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Yanni’s Mediterranean Bar & Grill – Albuquerque, New Mexico

No Yanni come lately is Albuquerque's best Greek restaurant.

No Yanni come lately is Albuquerque’s best Greek restaurant.

The now defunct Albuquerque Monthly magazine titled a May, 1995 article “Yanni Come Lately,” heralding the arrival of a new Greek restaurant on Nob Hill.  More than a decade has elapsed since that article and Yanni’s Mediterranean continues to more than live up to the lofty accolades it has earned over the years. Yanni’s has been recognized by other national, regional and local publications for its outstanding cuisine.  It has also earned the unwavering devotion of teeming masses who patronize the city’s best Mediterranean restaurant.

In 1998, Gourmet magazine named Yanni’s a restaurant of distinction in the Southwest.  Southwest Airline’s Spirit magazine has also proclaimed it a great restaurant for Greek food.  More recently, readers of the Alibi voted Yanni’s as the best Greek restaurant in Albuquerque as well as the city’s very best restaurant overall in 2009.  Considering the vast improvements in the city’s restaurant landscape since Yanni’s launch a decade and a half ago as well as Albuquerque’s propensity for embracing the newest kids in the block, that’s a tremendous accomplishment for what is becoming one of the city’s venerable institutions.

Deep Mediterranean Blues Throughout the Dining Room

Deep Mediterranean Blues Throughout the Dining Room

In that time, more than Yanni’s reputation has grown.  The restaurant now occupies much of a city block.  Immediately adjacent to the restaurant is a swanky 75-seat Lemoni Lounge in which the most popular libations are available for every occasion.  Live music is provided every weekend.   A commodious banquet room with comfortable and private seating for up to 100 guests provides state-of-the-art audiovisual equipment as well as a special banquet menu.

Yanni’s Mediterranean is the brainchild of Nick Kapnison and his wife Chris Kapnison, veteran restaurateurs and successful entrepreneurs who have a keen grasp of what their dining patrons want–hearty portions of reasonably priced cuisine served in a pleasant milieu by an attentive wait staff.  Their restaurant delivers!

Warm, fresh bread from Fano Bakery in every meal.

Warm, fresh bread from Fano Bakery in every meal.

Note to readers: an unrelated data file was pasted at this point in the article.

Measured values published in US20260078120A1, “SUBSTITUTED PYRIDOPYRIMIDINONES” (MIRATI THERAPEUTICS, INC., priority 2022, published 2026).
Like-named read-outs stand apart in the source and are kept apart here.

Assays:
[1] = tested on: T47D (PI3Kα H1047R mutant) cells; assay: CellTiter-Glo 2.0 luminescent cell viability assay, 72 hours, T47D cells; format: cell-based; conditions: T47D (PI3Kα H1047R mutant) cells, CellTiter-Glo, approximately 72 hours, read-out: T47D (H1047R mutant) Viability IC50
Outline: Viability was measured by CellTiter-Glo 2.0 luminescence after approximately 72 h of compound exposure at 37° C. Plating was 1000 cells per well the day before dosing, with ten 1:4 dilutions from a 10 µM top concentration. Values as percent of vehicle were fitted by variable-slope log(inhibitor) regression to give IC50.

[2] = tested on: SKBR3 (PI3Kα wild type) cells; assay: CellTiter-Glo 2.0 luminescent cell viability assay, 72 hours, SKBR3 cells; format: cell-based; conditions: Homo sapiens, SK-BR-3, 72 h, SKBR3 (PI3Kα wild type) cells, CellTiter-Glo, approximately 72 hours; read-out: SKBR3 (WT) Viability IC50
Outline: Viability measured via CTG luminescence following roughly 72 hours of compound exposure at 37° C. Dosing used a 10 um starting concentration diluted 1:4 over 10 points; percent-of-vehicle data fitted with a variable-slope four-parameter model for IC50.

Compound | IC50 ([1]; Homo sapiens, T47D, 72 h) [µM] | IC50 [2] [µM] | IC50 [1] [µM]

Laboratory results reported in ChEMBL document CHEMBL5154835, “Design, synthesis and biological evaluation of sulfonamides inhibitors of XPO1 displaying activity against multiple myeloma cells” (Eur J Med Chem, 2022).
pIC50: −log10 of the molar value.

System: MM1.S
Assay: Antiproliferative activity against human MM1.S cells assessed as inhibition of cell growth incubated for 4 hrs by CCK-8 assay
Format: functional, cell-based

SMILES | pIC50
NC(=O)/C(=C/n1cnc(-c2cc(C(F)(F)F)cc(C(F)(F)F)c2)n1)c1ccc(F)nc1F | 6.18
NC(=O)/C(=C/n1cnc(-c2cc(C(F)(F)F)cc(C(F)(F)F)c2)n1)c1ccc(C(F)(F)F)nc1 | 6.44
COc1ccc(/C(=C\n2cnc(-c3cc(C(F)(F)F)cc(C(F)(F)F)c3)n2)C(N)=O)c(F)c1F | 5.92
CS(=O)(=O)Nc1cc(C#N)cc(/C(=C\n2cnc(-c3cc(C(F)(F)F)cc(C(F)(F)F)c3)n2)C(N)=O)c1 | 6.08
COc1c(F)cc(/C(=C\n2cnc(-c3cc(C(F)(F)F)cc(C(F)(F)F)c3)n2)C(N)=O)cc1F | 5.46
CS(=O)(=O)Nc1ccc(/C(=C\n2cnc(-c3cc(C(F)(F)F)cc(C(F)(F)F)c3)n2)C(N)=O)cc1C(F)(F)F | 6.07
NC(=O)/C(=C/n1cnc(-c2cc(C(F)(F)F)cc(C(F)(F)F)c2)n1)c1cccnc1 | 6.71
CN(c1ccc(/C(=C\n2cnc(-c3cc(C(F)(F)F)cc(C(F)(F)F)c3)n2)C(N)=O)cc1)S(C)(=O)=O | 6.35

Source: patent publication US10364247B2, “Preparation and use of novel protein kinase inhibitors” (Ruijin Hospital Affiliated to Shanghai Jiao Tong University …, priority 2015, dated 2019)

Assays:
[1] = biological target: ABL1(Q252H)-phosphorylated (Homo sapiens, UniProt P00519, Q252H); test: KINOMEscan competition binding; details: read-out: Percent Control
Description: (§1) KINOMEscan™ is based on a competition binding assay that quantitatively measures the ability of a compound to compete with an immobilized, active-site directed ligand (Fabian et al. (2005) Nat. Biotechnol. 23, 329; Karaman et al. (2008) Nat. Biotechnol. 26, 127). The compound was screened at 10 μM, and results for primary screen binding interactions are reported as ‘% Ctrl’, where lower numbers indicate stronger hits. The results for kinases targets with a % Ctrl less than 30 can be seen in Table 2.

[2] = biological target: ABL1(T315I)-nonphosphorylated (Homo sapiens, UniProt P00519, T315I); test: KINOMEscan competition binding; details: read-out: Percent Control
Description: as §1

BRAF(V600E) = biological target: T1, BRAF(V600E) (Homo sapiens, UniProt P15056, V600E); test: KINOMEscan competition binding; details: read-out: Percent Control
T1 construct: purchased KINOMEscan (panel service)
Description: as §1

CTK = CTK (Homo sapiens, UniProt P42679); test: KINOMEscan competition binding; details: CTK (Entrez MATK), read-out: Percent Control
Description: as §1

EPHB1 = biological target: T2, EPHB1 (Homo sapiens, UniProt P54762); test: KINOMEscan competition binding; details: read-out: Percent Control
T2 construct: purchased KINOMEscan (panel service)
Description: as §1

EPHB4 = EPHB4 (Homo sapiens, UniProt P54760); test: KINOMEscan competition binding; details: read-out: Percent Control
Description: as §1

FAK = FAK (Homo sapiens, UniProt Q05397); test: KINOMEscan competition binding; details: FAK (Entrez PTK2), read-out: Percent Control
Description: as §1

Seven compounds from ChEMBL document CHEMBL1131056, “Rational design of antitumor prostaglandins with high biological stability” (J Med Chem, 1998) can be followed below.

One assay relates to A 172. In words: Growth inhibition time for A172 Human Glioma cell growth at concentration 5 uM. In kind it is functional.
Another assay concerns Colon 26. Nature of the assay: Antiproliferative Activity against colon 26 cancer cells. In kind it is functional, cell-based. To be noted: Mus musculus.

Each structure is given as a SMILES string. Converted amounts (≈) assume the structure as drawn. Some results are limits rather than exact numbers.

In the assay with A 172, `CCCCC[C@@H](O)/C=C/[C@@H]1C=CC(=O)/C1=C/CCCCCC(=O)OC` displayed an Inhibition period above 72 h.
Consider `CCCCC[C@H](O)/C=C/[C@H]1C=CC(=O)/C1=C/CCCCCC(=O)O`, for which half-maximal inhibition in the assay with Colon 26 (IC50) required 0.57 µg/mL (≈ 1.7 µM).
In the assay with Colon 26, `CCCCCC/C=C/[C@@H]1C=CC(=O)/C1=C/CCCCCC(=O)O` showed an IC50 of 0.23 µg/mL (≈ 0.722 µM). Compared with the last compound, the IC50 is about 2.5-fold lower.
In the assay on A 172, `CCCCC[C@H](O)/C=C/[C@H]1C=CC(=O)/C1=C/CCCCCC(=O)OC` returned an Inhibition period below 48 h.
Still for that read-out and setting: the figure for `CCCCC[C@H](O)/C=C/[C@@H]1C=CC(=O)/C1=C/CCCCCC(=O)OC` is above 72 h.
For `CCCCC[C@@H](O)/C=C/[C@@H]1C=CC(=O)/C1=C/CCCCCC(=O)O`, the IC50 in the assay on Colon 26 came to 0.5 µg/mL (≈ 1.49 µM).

The south-facing Yanni’s is at the heart of Nob Hill on Central Avenue.  Its interior is awash in hues of azure, the shades and colors of the Aegean Sea.  Sculpted plaster busts and verdant plants sit atop truncated Corinthian columns.  The restaurant’s windows provide a panoramic view of the Nob Hill traffic and of the interesting shops that make this one of the city’s most diverse and interesting shopping districts.

Interestingly (and I’m certainly not complaining), the ratio of women to men always seems very high–or at least it has during the times we’ve visited.  Feminine pulchritude may account, in part, for consistently pleasant dining experiences at Yanni’s, but it’s degustation of outstanding cuisine that brings us back.  If you’d like to avoid crowds, Sundays are a good day to visit for when Popejoy is hosting a matinee event.  Once the event lets out, however, Albuquerque’s cultured crowd loves Yanni’s.

Spanakopita--there is none better in the Duke City!

Spanakopita–there is none better in the Duke City!

While you’re pondering the expansive menu, Yanni’s starts you off with some of the best baked bread in town (courtesy of Fano’s Bakery, a local institution).  It encapsulates all that is wonderful about the staff of life–a hard-crust surrounding a soft, yeasty bread.  When dipped into mixture of virgin olive oil and herbs (including chile pequin seeds), the character of the bread really stands out.  If you’re not careful, however, you can easily fill up on bread and still call it a great meal.

The mezathakia (appetizer) options are a veritable pantheon of prandial perfection (forgive the alliteration).  The challenge is in deciding which appetizer(s) with which to start.  If you favor simplicity instead of sophistication and sweet breath be damned, you can start off with Greek olives and feta cheese served with a generous amount of pita wedges.  The fetid feta spreads easily on the warm pita which tempers the acrid and salty fromage.  The olives are rich and briny.   You won’t find any better in the city.